I rode yesterday on a 45km rocky / gnarly gravel ride and yes I could have benefitted from a suspension fork for my wrist, which is healing from a sprain incurred by recently crashing on my road bike.
My injury is minor and temporary, so I do not yet have long-term concerns about my wrist. However, if your wrist is always going to be at risk to riding stress, yes I would consider a suspension fork.

Canyon Pathlite was my alternate choice bike, it has a suspension fork but my sizing has not been available for several moths and the avail date per Canyon website keeps moving later and later, so I bought the Sirrus X.
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Old 05-19-20, 04:19 AM
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Originally Posted by jimmyodonnell View Post
I'm sized between Small and Medium frame sizing on Specialized Sirrus hybrid models, I sized both and bought the Small based exactly on the ride position / posture you describe . . . I'm 5 feet 6 inches, and weigh 145-150 lbs, I test-rode both sizes and found the Small to be better handling for me as a smaller rider. For FIT, I went with Small rather than Medium. My Specialized road bike is a 52cm frame and I love the way that fits me for road riding.

On the WRIST question . . . well, this Sirrus X model 4.0 which I just bought has the Specialized suspension stem / headset called Future Shock. It grants some minimal suspension and I'm glad to have it but it's NOT the same cushioning you should get from a suspension fork.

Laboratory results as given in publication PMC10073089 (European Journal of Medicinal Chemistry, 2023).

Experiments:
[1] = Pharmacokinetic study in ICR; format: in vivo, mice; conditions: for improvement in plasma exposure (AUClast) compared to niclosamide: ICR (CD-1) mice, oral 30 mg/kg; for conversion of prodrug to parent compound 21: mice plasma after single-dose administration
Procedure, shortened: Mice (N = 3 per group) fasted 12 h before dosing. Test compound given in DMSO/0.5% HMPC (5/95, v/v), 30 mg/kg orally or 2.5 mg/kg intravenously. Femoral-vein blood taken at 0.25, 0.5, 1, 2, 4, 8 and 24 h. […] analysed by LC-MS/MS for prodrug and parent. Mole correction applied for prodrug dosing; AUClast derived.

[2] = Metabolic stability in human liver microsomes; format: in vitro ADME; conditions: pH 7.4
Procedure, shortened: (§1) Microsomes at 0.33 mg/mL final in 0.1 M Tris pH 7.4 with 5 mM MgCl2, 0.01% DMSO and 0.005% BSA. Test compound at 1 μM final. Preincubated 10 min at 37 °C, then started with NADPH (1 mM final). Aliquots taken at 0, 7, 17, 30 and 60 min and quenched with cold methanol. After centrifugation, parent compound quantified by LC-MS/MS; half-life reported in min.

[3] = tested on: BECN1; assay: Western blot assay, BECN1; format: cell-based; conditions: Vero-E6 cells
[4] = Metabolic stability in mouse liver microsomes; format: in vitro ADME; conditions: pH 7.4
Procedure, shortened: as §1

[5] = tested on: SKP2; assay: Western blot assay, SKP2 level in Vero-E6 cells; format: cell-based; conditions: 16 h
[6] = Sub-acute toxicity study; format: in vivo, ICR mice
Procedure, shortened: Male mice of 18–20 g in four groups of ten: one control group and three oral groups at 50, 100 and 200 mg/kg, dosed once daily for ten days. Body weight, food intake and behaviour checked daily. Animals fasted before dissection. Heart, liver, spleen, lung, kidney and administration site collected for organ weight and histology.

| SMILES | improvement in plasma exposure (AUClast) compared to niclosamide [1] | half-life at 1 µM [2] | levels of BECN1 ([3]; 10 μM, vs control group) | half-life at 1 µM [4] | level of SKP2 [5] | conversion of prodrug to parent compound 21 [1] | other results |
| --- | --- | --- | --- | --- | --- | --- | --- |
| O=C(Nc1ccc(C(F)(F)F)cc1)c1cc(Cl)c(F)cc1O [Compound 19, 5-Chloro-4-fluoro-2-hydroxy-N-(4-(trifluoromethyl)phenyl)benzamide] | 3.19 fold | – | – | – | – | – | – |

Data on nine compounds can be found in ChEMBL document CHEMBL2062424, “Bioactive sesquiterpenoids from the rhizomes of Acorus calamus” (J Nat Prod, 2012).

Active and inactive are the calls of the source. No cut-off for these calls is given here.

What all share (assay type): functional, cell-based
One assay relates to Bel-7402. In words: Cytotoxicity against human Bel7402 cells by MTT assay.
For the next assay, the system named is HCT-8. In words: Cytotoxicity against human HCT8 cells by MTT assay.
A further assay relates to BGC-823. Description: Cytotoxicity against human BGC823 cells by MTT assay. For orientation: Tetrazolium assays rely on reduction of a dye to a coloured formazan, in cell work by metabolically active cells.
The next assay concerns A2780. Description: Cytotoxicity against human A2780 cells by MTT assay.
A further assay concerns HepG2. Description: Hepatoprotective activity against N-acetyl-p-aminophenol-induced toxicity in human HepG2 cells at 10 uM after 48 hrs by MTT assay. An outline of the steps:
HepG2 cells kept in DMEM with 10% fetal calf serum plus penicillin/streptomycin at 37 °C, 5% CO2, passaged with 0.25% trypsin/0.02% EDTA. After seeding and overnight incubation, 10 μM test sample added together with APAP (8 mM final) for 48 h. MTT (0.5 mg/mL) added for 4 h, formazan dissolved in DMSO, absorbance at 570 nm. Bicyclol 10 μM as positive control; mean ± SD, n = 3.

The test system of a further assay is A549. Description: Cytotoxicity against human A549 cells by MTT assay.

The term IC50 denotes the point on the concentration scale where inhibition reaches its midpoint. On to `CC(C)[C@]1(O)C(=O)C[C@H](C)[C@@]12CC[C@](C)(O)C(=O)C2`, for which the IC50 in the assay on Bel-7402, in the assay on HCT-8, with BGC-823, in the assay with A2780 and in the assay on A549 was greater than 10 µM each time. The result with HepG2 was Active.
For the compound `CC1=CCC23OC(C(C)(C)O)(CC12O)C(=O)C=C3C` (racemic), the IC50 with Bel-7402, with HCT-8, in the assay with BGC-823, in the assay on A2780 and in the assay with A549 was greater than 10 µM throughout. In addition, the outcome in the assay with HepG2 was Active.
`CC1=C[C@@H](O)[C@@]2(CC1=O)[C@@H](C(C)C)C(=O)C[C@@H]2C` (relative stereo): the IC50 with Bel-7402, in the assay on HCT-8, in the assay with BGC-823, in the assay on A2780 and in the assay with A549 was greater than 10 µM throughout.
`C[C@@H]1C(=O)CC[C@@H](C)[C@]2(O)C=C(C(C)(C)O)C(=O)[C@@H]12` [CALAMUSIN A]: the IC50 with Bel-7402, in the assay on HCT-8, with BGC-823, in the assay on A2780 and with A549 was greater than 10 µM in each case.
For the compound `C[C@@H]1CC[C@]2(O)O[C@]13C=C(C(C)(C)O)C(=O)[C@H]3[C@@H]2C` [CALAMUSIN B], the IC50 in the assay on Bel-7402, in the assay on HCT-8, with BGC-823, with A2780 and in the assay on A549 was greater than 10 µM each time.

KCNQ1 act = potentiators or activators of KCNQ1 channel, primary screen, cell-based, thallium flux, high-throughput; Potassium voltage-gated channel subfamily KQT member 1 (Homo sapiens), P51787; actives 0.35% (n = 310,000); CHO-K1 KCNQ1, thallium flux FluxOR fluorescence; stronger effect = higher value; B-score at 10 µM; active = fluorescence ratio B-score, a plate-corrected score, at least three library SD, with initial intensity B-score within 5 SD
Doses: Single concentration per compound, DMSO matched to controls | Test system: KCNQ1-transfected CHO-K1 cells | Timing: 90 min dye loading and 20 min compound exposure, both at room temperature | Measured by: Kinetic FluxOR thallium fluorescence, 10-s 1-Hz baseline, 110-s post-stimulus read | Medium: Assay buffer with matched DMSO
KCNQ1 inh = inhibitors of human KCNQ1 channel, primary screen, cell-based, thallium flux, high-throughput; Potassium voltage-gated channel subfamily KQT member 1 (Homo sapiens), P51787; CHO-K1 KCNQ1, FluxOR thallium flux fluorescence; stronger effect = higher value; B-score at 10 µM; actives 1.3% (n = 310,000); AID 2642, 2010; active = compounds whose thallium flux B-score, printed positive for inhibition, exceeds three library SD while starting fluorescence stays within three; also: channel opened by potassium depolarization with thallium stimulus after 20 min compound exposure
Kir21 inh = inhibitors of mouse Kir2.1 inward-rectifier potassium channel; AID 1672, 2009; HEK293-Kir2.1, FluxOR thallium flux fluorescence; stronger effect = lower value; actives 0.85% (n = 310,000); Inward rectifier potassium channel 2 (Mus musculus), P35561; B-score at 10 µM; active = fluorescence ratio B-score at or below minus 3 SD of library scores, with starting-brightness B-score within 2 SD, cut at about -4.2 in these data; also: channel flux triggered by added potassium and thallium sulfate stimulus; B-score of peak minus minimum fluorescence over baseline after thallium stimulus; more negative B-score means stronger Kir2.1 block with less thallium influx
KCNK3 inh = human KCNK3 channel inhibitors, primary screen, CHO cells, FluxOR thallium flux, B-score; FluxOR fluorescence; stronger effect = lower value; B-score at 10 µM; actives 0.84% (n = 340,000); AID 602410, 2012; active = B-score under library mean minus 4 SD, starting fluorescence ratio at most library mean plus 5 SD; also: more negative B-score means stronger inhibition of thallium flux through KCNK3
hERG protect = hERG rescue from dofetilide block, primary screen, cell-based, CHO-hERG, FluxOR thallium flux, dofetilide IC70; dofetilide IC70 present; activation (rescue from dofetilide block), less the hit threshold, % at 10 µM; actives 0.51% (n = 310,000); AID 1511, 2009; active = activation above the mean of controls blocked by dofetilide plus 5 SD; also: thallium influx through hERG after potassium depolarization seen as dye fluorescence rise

I rode yesterday on a 45km rocky / gnarly gravel ride and yes I could have benefitted from a suspension fork for my wrist, which is healing from a sprain incurred by recently crashing on my road bike.
My injury is minor and temporary, so I do not yet have long-term concerns about my wrist. However, if your wrist is always going to be at risk to riding stress, yes I would consider a suspension fork.

Canyon Pathlite was my alternate choice bike, it has a suspension fork but my sizing has not been available for several moths and the avail date per Canyon website keeps moving later and later, so I bought the Sirrus X.

Hi Jimmy, that's super helpful intel, thanks! I think I'm going to be a rather more recreational/infrequent rider than you (the odds of me doing a 45km rocky/gnarly gravel ride are as close to 0% as imaginable!). I guess I'll just have to see how I go, but I suspect i'll be fine. As others have said, the suspension fork might not be necessary, but if it gives me peace of mind, it'll worth it - I'm a great believe in the placebo effect :-)

I've narrowed it down to the Pinnacle Cobalt 2 and the Whyte Ridgeway. VERY similar specs. The Pinnacle will be pre-built, but 18-21 days, whereas the Whyte would need partial assembly but with quick delivery. Could be fun to learn how to build & maintain.
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Old 05-19-20, 01:04 PM